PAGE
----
R & R Sails Inc. d/b/a Hobie Cat Co. v. Insurance Company of Pennsylvania, 251 F.R.D. 520 (S.D. Cal. 2008)
This case involves a claim for insurance proceeds arising from a fire that destroyed the plaintiff’s manufacturing plant in Australia. The Plaintiff sought in discovery “electronic or handwritten daily activity records/logs which are generally kept with an adjuster’s notes and telephone call records.”
Due to the insurance company’s failure to produce such records initially and after discussions between counsel, the Plaintiff involved the Court in the discovery dispute. At the discovery hearing, counsel for the insurer contended that “no daily logs or telephone records had been produced to Plaintiff because no daily logs or telephone records were maintained by Defendant’s insurance adjusters.” Opinion at 522.
At the hearing, “[t]he Court expressed skepticism about counsel's claim.” The type of records Plaintiff sought are routinely created and maintained by insurers and are often highly relevant in cases involving a claim of bad faith, such as here. The Court ordered the insurance company to produce either all daily activity logs or a verified declaration that it did not possess any such logs.
Rather than “find” the allegedly non-existent records, the insurance company filed an affidavit of the senior adjuster, declaring that “[t]here were no daily activity logs or telephone record logs that were created or maintained in connection with plaintiff’s claim.” Opinion at 522-523. However, just days before the deposition of the senior adjuster, the insurance company “found” the records. At his deposition, the senior adjuster “[c]onceded on the record that his declaration . . . was incorrect and that a claim log was maintained electronically by Defendant, separately from the paper-form claim file that had been produced to Plaintiff.” Opinion at 523. The adjuster also represented that all of the additional records had since been produced to Plaintiff. This also proved to be false. Counsel for the insurance company failed to produce all of the records (which totaled only 18 pages) and did not make a full production until the day before the deposition of another employee of the insurance company who had initially handled the claim.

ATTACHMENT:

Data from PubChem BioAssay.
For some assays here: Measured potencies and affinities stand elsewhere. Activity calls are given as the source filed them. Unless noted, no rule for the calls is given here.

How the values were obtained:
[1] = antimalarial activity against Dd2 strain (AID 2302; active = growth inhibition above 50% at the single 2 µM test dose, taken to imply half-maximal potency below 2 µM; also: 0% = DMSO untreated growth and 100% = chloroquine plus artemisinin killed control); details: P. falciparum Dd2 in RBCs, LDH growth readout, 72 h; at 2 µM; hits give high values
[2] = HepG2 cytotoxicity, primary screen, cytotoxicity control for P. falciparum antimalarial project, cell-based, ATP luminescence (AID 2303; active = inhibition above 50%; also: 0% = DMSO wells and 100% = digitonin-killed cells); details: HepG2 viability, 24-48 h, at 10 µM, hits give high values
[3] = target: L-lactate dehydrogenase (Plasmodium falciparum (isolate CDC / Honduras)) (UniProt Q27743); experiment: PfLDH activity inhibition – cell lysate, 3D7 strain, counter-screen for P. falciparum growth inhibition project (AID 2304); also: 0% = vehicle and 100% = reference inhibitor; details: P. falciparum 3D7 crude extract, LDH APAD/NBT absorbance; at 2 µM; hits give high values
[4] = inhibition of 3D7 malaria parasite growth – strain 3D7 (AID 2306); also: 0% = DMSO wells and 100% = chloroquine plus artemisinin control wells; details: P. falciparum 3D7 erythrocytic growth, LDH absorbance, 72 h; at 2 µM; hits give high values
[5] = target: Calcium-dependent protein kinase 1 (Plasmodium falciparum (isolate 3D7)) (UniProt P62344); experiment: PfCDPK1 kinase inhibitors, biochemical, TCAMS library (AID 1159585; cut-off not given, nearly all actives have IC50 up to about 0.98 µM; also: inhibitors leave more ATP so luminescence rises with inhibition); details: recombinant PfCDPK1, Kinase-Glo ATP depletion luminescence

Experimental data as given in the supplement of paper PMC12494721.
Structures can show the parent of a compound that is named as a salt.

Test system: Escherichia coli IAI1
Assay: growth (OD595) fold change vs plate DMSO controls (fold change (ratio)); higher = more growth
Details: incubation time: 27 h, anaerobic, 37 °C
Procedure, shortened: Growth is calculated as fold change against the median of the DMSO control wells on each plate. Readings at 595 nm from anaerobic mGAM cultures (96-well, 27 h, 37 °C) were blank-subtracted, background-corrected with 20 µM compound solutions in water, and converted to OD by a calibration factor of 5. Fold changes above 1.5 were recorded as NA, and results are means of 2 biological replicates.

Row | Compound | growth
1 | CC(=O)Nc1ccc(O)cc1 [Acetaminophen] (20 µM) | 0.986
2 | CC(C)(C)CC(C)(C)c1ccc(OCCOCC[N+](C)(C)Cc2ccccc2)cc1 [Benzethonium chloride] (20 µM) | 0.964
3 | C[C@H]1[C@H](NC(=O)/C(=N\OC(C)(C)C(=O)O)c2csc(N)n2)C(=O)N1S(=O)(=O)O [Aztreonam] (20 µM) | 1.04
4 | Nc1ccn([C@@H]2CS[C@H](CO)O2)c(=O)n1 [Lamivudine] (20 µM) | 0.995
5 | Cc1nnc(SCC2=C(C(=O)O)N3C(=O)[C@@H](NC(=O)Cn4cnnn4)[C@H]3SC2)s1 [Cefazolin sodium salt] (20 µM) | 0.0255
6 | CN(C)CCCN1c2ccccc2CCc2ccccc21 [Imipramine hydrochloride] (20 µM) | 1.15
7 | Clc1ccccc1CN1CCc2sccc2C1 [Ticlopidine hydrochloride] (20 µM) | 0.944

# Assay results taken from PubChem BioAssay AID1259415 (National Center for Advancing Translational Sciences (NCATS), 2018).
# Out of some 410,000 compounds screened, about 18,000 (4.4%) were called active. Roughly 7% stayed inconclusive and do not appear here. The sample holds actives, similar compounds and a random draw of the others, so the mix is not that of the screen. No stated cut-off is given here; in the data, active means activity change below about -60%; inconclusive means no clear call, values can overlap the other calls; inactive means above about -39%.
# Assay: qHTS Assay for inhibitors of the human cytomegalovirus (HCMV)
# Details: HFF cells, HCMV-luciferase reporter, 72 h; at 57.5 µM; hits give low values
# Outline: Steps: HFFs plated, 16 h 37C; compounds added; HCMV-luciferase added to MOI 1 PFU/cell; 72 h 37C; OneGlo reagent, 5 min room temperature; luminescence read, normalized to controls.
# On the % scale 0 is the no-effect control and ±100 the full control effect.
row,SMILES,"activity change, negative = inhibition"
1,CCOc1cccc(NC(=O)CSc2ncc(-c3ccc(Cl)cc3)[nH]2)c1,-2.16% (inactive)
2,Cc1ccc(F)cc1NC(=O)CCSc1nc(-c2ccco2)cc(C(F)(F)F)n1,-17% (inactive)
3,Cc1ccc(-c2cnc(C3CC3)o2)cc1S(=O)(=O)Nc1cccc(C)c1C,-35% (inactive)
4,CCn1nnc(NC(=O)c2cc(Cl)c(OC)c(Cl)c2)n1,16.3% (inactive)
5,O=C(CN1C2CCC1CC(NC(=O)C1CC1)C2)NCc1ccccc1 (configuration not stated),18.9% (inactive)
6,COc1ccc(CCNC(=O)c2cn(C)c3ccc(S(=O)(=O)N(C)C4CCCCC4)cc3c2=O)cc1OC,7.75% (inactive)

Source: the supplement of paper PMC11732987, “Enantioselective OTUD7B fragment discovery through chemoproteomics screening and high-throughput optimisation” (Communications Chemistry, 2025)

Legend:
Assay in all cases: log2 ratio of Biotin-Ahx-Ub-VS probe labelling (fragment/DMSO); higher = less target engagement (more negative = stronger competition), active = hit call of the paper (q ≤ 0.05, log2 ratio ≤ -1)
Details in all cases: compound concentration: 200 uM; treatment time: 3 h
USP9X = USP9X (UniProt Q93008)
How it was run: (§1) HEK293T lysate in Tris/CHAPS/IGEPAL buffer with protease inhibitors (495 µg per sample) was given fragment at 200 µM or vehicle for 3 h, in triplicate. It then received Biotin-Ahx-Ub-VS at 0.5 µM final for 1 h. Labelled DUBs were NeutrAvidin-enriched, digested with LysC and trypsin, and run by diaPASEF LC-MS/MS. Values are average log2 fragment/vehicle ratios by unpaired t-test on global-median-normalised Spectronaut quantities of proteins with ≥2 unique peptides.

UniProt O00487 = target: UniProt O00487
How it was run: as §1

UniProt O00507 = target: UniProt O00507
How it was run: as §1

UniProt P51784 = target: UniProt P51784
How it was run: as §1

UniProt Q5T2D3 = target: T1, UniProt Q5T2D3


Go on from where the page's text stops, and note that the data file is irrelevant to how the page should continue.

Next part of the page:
Plaintiff sought sanctions, which the insurance company tried to avoid by claiming its discovery missteps were just “honest mistakes.” Though conceding that the senior adjuster’s affidavit was incorrect in stating that the claim log did not exist, Defendant tried to explain this inaccuracy by contending that the adjuster “did not associate Plaintiff’s document request with the electronically-stored records which are maintained on his computer rather than hard-copy paper form.” According to the adjuster, the “computer system records are kept on a computer system that is separate from my file materials and I did not have a practice of printing them out to put in my file.” Opinion at 524-525.
The Court rejected the insurance company’s explanation. “The Court cannot find that a reasonable inquiry was made into whether Defendant possessed discovery to Plaintiff's requests, and therefore the Court does not find Defendant's incorrect certifications to be substantially justified.” Opinion at 525. The Court imposed monetary sanctions of $39,900 against the insurer and its legal counsel jointly and severally, for attorneys’ fees and costs incurred by Plaintiff. Further, the Court precluded use of any documents and testimony relying upon documents or electronically stored information that was requested by Plaintiff but was not produced by Defendant in a timely manner.
As courts face a greater number of discovery disputes involving information and records stored electronically by insurance companies, the courts will continue to gain an understanding of the types of electronic information/records created and stored by insurance companies. With this insight going forward, more courts are likely to “express skepticism” when faced with an insurance company’s contention that no such records exist.